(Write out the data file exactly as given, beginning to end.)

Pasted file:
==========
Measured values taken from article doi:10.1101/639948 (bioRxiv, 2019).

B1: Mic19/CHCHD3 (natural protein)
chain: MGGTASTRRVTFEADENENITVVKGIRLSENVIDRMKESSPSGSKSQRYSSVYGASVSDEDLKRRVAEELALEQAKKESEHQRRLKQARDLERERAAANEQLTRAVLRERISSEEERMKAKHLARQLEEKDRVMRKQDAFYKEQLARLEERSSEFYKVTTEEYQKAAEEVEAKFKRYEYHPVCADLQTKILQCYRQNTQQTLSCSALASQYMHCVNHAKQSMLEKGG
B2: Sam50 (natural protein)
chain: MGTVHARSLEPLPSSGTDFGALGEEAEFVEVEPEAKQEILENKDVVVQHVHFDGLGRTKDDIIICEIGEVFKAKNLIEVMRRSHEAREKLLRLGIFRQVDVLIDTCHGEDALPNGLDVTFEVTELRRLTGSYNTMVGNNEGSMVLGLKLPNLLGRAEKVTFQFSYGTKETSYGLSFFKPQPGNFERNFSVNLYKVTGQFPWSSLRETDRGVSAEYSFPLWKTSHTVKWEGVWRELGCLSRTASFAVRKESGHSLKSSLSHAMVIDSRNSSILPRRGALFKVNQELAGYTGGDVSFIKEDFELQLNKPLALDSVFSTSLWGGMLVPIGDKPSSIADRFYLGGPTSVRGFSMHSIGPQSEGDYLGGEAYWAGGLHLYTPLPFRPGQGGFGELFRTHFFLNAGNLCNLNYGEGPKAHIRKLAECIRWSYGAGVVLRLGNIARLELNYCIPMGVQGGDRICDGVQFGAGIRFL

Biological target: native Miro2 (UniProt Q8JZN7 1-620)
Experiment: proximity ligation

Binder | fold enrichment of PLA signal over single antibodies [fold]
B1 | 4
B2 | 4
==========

Measured values taken from article doi:10.1101/639948 (bioRxiv, 2019).

B1: Mic19/CHCHD3 (natural protein)
chain: MGGTASTRRVTFEADENENITVVKGIRLSENVIDRMKESSPSGSKSQRYSSVYGASVSDEDLKRRVAEELALEQAKKESEHQRRLKQARDLERERAAANEQLTRAVLRERISSEEERMKAKHLARQLEEKDRVMRKQDAFYKEQLARLEERSSEFYKVTTEEYQKAAEEVEAKFKRYEYHPVCADLQTKILQCYRQNTQQTLSCSALASQYMHCVNHAKQSMLEKGG
B2: Sam50 (natural protein)
chain: MGTVHARSLEPLPSSGTDFGALGEEAEFVEVEPEAKQEILENKDVVVQHVHFDGLGRTKDDIIICEIGEVFKAKNLIEVMRRSHEAREKLLRLGIFRQVDVLIDTCHGEDALPNGLDVTFEVTELRRLTGSYNTMVGNNEGSMVLGLKLPNLLGRAEKVTFQFSYGTKETSYGLSFFKPQPGNFERNFSVNLYKVTGQFPWSSLRETDRGVSAEYSFPLWKTSHTVKWEGVWRELGCLSRTASFAVRKESGHSLKSSLSHAMVIDSRNSSILPRRGALFKVNQELAGYTGGDVSFIKEDFELQLNKPLALDSVFSTSLWGGMLVPIGDKPSSIADRFYLGGPTSVRGFSMHSIGPQSEGDYLGGEAYWAGGLHLYTPLPFRPGQGGFGELFRTHFFLNAGNLCNLNYGEGPKAHIRKLAECIRWSYGAGVVLRLGNIARLELNYCIPMGVQGGDRICDGVQFGAGIRFL

Biological target: native Miro2 (UniProt Q8JZN7 1-620)
Experiment: proximity ligation

Binder | fold enrichment of PLA signal over single antibodies [fold]
B1 | 4
B2 | 4